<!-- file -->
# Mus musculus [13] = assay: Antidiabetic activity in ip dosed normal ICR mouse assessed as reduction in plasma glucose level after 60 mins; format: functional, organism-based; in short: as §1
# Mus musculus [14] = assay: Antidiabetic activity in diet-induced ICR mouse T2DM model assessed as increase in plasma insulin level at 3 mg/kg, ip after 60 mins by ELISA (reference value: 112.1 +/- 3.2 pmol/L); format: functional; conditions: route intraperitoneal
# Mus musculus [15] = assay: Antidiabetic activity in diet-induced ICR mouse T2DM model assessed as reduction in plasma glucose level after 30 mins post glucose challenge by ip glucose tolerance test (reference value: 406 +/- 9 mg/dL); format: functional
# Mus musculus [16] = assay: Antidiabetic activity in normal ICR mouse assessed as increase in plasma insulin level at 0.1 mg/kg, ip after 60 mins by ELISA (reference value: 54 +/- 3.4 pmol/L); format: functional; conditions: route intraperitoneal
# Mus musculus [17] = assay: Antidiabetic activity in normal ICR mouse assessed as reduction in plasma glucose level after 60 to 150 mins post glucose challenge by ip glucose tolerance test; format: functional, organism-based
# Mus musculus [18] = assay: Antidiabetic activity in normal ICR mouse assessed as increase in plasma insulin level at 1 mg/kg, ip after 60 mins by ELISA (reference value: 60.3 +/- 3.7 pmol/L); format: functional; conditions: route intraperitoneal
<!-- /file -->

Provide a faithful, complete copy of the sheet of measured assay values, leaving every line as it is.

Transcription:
# Mus musculus [13] = assay: Antidiabetic activity in ip dosed normal ICR mouse assessed as reduction in plasma glucose level after 60 mins; format: functional, organism-based; in short: as §1
# Mus musculus [14] = assay: Antidiabetic activity in diet-induced ICR mouse T2DM model assessed as increase in plasma insulin level at 3 mg/kg, ip after 60 mins by ELISA (reference value: 112.1 +/- 3.2 pmol/L); format: functional; conditions: route intraperitoneal
# Mus musculus [15] = assay: Antidiabetic activity in diet-induced ICR mouse T2DM model assessed as reduction in plasma glucose level after 30 mins post glucose challenge by ip glucose tolerance test (reference value: 406 +/- 9 mg/dL); format: functional
# Mus musculus [16] = assay: Antidiabetic activity in normal ICR mouse assessed as increase in plasma insulin level at 0.1 mg/kg, ip after 60 mins by ELISA (reference value: 54 +/- 3.4 pmol/L); format: functional; conditions: route intraperitoneal
# Mus musculus [17] = assay: Antidiabetic activity in normal ICR mouse assessed as reduction in plasma glucose level after 60 to 150 mins post glucose challenge by ip glucose tolerance test; format: functional, organism-based
# Mus musculus [18] = assay: Antidiabetic activity in normal ICR mouse assessed as increase in plasma insulin level at 1 mg/kg, ip after 60 mins by ELISA (reference value: 60.3 +/- 3.7 pmol/L); format: functional; conditions: route intraperitoneal